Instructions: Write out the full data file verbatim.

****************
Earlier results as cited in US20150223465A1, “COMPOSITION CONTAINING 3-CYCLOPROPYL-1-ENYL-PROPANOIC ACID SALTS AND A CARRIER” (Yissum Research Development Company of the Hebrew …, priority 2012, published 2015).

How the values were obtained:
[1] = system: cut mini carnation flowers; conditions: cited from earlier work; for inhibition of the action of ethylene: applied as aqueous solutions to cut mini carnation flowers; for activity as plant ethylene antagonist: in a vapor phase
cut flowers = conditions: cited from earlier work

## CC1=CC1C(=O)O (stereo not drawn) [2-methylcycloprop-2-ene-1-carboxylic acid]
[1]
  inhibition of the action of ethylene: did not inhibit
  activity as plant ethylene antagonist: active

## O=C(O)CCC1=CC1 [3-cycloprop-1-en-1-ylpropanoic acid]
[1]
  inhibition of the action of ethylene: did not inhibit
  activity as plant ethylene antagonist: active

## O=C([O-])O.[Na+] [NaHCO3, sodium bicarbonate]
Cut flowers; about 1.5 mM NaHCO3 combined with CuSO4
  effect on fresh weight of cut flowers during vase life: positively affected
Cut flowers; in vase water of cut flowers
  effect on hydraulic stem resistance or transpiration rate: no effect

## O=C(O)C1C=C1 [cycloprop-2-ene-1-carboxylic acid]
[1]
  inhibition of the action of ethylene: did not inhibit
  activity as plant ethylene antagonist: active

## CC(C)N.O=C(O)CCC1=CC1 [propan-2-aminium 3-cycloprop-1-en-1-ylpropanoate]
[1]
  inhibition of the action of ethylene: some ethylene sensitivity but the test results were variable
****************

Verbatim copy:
Earlier results as cited in US20150223465A1, “COMPOSITION CONTAINING 3-CYCLOPROPYL-1-ENYL-PROPANOIC ACID SALTS AND A CARRIER” (Yissum Research Development Company of the Hebrew …, priority 2012, published 2015).

How the values were obtained:
[1] = system: cut mini carnation flowers; conditions: cited from earlier work; for inhibition of the action of ethylene: applied as aqueous solutions to cut mini carnation flowers; for activity as plant ethylene antagonist: in a vapor phase
cut flowers = conditions: cited from earlier work

## CC1=CC1C(=O)O (stereo not drawn) [2-methylcycloprop-2-ene-1-carboxylic acid]
[1]
  inhibition of the action of ethylene: did not inhibit
  activity as plant ethylene antagonist: active

## O=C(O)CCC1=CC1 [3-cycloprop-1-en-1-ylpropanoic acid]
[1]
  inhibition of the action of ethylene: did not inhibit
  activity as plant ethylene antagonist: active

## O=C([O-])O.[Na+] [NaHCO3, sodium bicarbonate]
Cut flowers; about 1.5 mM NaHCO3 combined with CuSO4
  effect on fresh weight of cut flowers during vase life: positively affected
Cut flowers; in vase water of cut flowers
  effect on hydraulic stem resistance or transpiration rate: no effect

## O=C(O)C1C=C1 [cycloprop-2-ene-1-carboxylic acid]
[1]
  inhibition of the action of ethylene: did not inhibit
  activity as plant ethylene antagonist: active

## CC(C)N.O=C(O)CCC1=CC1 [propan-2-aminium 3-cycloprop-1-en-1-ylpropanoate]
[1]
  inhibition of the action of ethylene: some ethylene sensitivity but the test results were variable